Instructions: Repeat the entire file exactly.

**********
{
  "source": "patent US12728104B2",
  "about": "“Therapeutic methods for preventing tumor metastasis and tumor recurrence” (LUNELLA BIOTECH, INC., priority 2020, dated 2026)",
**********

{
  "source": "patent US12728104B2",
  "about": "“Therapeutic methods for preventing tumor metastasis and tumor recurrence” (LUNELLA BIOTECH, INC., priority 2020, dated 2026)",